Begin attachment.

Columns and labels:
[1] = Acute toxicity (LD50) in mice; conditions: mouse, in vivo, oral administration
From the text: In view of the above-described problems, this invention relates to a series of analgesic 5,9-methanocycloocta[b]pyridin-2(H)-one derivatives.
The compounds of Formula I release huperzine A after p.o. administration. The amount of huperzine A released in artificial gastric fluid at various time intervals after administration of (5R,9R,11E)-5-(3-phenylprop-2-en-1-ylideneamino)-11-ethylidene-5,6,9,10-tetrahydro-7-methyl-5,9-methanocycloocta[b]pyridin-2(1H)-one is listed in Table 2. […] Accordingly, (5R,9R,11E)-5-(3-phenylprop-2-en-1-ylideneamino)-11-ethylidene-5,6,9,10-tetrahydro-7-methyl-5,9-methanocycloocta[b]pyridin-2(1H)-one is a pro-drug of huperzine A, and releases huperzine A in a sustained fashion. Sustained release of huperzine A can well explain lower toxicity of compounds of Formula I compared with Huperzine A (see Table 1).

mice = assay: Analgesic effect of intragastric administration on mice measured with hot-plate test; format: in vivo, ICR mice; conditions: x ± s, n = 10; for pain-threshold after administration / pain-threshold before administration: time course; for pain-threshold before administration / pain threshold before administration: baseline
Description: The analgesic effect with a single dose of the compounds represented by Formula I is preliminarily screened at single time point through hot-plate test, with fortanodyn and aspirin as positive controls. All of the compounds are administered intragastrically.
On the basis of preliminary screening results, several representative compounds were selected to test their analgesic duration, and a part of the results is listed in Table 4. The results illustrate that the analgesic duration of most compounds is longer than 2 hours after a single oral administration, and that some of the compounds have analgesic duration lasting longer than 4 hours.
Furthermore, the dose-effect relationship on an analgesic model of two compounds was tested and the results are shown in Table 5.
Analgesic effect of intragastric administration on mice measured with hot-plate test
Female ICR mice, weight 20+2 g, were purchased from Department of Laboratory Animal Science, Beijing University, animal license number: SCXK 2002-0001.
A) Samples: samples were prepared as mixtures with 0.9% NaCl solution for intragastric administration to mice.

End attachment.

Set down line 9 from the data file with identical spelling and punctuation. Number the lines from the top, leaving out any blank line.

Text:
Analgesic effect of intragastric administration on mice measured with hot-plate test